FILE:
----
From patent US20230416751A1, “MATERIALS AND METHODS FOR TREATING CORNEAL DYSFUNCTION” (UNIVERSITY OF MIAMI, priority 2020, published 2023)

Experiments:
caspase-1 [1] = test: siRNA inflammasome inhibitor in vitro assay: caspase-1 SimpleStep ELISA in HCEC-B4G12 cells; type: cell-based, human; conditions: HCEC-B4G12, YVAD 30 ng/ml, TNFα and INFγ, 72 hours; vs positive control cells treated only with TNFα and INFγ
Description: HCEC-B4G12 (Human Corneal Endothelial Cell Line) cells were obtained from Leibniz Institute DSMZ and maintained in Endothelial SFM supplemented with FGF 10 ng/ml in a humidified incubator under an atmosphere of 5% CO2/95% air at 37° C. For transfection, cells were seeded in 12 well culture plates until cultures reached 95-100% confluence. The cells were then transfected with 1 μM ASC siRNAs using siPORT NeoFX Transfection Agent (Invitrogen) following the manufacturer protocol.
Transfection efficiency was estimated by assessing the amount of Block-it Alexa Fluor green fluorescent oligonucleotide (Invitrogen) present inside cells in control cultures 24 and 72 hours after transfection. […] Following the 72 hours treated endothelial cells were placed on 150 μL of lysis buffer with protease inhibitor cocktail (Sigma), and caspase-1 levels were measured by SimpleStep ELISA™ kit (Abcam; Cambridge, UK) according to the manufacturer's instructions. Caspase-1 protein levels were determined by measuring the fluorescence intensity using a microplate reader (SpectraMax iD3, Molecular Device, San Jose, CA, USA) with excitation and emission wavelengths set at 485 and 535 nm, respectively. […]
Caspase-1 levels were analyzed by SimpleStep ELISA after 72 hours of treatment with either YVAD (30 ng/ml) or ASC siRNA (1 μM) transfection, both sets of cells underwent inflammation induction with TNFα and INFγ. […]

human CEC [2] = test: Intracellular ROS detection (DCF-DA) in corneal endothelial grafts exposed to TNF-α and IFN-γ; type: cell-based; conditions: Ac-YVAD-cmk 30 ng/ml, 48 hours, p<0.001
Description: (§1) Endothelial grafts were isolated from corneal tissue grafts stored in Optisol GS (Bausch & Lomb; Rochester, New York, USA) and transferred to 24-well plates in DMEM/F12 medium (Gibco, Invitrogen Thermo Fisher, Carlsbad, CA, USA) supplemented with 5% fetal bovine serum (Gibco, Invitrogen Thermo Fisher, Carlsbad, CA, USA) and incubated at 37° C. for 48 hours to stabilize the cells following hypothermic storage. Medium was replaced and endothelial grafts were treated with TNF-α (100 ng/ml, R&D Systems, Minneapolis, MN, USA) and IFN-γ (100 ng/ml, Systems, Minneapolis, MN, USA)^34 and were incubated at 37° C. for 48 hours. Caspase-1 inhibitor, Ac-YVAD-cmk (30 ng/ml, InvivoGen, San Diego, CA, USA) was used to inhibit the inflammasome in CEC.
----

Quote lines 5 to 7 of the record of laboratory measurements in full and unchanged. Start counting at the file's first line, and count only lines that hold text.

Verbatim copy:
Transfection efficiency was estimated by assessing the amount of Block-it Alexa Fluor green fluorescent oligonucleotide (Invitrogen) present inside cells in control cultures 24 and 72 hours after transfection. […] Following the 72 hours treated endothelial cells were placed on 150 μL of lysis buffer with protease inhibitor cocktail (Sigma), and caspase-1 levels were measured by SimpleStep ELISA™ kit (Abcam; Cambridge, UK) according to the manufacturer's instructions. Caspase-1 protein levels were determined by measuring the fluorescence intensity using a microplate reader (SpectraMax iD3, Molecular Device, San Jose, CA, USA) with excitation and emission wavelengths set at 485 and 535 nm, respectively. […]
Caspase-1 levels were analyzed by SimpleStep ELISA after 72 hours of treatment with either YVAD (30 ng/ml) or ASC siRNA (1 μM) transfection, both sets of cells underwent inflammation induction with TNFα and INFγ. […]

human CEC [2] = test: Intracellular ROS detection (DCF-DA) in corneal endothelial grafts exposed to TNF-α and IFN-γ; type: cell-based; conditions: Ac-YVAD-cmk 30 ng/ml, 48 hours, p<0.001